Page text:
VA clinic turns away Veteran because of service dog

VA Clinic Turns Away Veteran Because of Service Dog
VA Clinic Turns Away Veteran Because of Service Dog

A U.S. Army veteran from the Houston area says his dog, Jack, got him turned away from his local VA clinic.

"A guard stopped me in the hallway and said, 'You can't come in here with that dog,'" John Sutton told KRIV.

John Sutton served in the Vietnam War and says his dog is trained to help with his post-traumatic stress disorder.

"Jack has helped John Sutton after three suicide attempts," Fox News reporter Heather Nauert said.

The Bronze Star recipient had previously brought Jack with him to numerous PTSD therapy sessions at that VA outpatient clinic in Conroe, Texas.

This is where the story gets really interesting, and it centers around whether VA policy and federal law defines Jack as a service dog or an emotional support animal.

The only types of service dogs currently allowed inside VA hospitals are ones that help with vision, hearing and mobility problems -- as well as seizure-response dogs.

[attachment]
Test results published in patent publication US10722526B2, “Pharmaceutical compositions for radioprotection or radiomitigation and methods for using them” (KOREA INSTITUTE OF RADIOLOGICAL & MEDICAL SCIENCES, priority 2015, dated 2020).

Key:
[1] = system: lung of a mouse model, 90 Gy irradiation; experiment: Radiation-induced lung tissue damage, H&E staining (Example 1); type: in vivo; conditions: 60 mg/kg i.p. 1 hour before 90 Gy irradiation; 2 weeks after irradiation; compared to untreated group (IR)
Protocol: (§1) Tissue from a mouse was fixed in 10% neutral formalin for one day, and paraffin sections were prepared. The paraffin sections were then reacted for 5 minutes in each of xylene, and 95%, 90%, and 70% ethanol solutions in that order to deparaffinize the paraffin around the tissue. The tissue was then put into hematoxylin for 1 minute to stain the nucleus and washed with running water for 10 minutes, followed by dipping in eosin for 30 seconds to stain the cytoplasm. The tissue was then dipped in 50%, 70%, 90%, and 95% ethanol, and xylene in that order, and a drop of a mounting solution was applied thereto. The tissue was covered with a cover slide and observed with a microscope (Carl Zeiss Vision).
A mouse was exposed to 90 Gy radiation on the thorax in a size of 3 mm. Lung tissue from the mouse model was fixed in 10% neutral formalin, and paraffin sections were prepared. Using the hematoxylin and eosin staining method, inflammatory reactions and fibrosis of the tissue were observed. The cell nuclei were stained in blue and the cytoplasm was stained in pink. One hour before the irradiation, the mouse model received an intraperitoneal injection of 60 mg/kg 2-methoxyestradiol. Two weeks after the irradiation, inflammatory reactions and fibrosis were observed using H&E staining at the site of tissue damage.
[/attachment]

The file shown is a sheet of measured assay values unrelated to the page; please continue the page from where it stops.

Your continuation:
The distinction appears to be that service dogs are specially trained to perform a task that the handler either can't do him or herself, or that the handler needs as a direct result of the disability.

Although the U.S. Department of Veterans Affairs website has a whole page on service dogs for PTSD, it does say it hasn't yet determined whether "there are things a dog can do for a Veteran with PTSD that would qualify the animal as a Service Dog for PTSD."

However -- and here's where it gets really murky -- it looks like federal law has. A look at guidelines from the Americans With Disabilities Act shows that it actually includes language about PTSD service dogs.

An example of a service performed for someone with PTSD is explicitly provided as "calming a person with Post Traumatic Stress Disorder during an anxiety attack."

The ADA also says that to be a service dog for a person with PTSD or any other psychiatric disability, the animal would need to be trained to perform tasks "directly related" to the issue, such as:

- Reminding the handler to take medicine

- Providing safety checks or room searches

- Turning on lights for persons with PTSD

So there is, under federal law, at least a recognition that a PTSD dog can be a service animal deserving of the same access as other service animals. At the very least, it's a little confusing.

Currently, the Department of Veterans Affairs is looking into changing its rules to include all types of service and support dogs.

Also on AOL:

Marine surprises young son at school in Allegan County
Blind therapy dog named Smiley will melt your heart
Man in England finds whole potato in bag of potato chips